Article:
Membership is open to retired professional and business men and new members are always welcome.
The Club was formed in 1985. It is very active and currently has over forty members. It meets on the first Tuesday of every month, at 2.00 pm in the Methodist Church Hall, for about two hours. Members socialise and listen to a visiting speaker. These talks cover a vast range of subjects. There is always a break for tea or coffee when members mingle and chat. As an option some members meet for lunch in the George and Dragon before the meeting.
The Club also has a very active crown-green bowls group which plays every week. Summer bowls are on the green at Cranage, in winter they move indoors to Congleton Leisure Centre. Twice each year a visit is arranged to the bowls centre in Prestatyn.
Members are able to participate in a friendly game of golf each week at Woodside in combination with other local Probus Clubs.
Visits to places of interest are arranged occasionally during the year.
An annual lunch is held for members and their wives or partners early in the New Year.If you think you would enjoy the opportunity to make new friends, or would like more information, please ring Roy Foden on 01477 535924 or speak to any existing member you may know.
We were visited by the Guides and Rangers to tell us about the overseas trips they undertook last year and forthcoming trips for which they are now busy fundraising.
There were eight MU members present and one guest. The meeting started with a short service led by Dorothy Wood including readings and prayers from Jean Paton and Chris Land.
The Guides then told us about the three trips that took place last year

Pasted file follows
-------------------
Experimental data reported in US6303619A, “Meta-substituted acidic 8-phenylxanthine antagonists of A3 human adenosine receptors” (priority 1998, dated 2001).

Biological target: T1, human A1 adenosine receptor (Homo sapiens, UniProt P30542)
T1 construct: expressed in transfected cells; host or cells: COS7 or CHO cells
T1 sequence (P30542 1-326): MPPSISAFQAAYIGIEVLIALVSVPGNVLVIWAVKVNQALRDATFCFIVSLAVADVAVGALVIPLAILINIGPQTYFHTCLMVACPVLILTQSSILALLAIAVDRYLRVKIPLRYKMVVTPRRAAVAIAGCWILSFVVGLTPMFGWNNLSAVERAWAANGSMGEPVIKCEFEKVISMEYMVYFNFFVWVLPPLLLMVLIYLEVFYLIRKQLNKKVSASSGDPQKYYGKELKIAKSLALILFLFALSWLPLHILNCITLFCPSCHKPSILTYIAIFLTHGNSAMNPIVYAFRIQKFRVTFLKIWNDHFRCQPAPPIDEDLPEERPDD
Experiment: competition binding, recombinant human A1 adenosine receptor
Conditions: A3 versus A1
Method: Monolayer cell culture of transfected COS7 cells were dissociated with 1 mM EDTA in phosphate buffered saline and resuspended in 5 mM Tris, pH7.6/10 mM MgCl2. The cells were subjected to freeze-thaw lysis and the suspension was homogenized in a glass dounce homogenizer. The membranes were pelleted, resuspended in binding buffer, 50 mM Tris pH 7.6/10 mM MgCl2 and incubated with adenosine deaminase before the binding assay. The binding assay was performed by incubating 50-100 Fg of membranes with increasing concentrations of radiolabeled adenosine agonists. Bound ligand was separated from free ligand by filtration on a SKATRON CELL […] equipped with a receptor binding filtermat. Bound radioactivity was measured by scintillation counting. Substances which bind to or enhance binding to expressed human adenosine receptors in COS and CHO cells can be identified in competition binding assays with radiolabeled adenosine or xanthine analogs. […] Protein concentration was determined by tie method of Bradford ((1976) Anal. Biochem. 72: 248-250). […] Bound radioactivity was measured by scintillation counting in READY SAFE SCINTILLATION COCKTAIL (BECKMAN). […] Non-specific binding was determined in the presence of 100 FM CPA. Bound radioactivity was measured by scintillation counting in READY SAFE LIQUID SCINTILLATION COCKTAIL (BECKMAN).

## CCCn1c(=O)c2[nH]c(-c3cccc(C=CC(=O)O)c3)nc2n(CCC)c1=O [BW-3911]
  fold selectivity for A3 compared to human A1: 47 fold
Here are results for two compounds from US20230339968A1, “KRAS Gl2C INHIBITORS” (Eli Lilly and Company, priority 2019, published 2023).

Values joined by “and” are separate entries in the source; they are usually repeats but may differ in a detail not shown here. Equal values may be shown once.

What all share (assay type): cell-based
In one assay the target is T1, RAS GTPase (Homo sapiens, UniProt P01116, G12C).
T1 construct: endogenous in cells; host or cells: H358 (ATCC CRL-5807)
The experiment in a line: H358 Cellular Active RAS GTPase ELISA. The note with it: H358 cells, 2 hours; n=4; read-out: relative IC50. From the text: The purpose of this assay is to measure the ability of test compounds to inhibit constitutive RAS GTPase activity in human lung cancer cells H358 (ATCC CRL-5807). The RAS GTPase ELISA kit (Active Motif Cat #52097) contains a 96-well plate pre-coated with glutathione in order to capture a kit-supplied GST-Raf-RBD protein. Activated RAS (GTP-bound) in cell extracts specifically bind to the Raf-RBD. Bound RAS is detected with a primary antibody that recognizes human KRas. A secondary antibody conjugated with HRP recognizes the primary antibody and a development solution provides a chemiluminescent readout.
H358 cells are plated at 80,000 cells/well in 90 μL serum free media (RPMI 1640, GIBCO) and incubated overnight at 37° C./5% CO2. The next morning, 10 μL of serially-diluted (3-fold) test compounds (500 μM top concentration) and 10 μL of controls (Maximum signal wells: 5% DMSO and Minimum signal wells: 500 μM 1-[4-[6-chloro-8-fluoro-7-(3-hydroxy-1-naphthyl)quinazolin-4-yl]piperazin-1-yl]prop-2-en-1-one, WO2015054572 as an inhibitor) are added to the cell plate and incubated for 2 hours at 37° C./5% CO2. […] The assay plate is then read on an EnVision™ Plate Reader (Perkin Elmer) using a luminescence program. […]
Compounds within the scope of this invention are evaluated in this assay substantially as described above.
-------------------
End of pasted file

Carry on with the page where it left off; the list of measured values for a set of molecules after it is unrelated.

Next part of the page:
The first was to Switzerland undertaken by Jenny, Charlotte and Lizzy. This was a 10 day coach trip for 20 guides and rangers from around Cheshire. They first went to an adventure park where they experienced speed abseiling, zip wires and white water rafting. They visited Jungfrau and particularly enjoyed the Ice Palace at the top of the mountain. They then spent time at Our Chalet which is one of the 5 Guiding World Centres.
The second group, Olivia and Leila, travelled to Slovenia. This was an 11 day community trip and they spent some time clearing litter, helping to clean the War Memorial and river beds. They also spent three days teaching English at a local school, around 30 students turned up each day. The exciting leisure activities included white water rafting and mountain walks. A highlight was attending the Mayor’s daughter’s party, who they later met again at Covent Garden around Christmas.
The third trip took Charlotte M to Mexico. She first spent three days in Mexico City where she explored and learnt about the culture of the area and tasted local foods, visiting Aztec pyramids, markets and the Frida Kahlo museum. The trip then continued to “Our Cabana”, the world guiding centre in Cuernavaca City, Mexico. The party joined an International Event with other guides from North America, Canada, Mexico and the Bahamas. They did crafts with children from a local orphanage, attempting to converse in Spanish. A highlight of the trip was waterfall jumping.
The groups created scrap books of their trips which they brought along for us to enjoy.
The girls who are currently fundraising for future visits then told us a little about the planned trips.
Francis, Evie and Mollie have been chosen for a Jamboree in Poland in July this year, wherethere will be around twenty thousand guides and scouts from all over the world.
Alice and Charlie will be going to Malta this summer for a ten day camping trip. They will be doing some community work whilst there.
Lily is going to Nepal in 2021. It is a community based project and they will be helping in an orphanage. She is particularly excited about the planned visit to an Elephant Sanctuary!
The trips are fun and educational. The fund raising which includes giving many talks before and after the trips really help them to gain confidence and get the best out of the whole experience.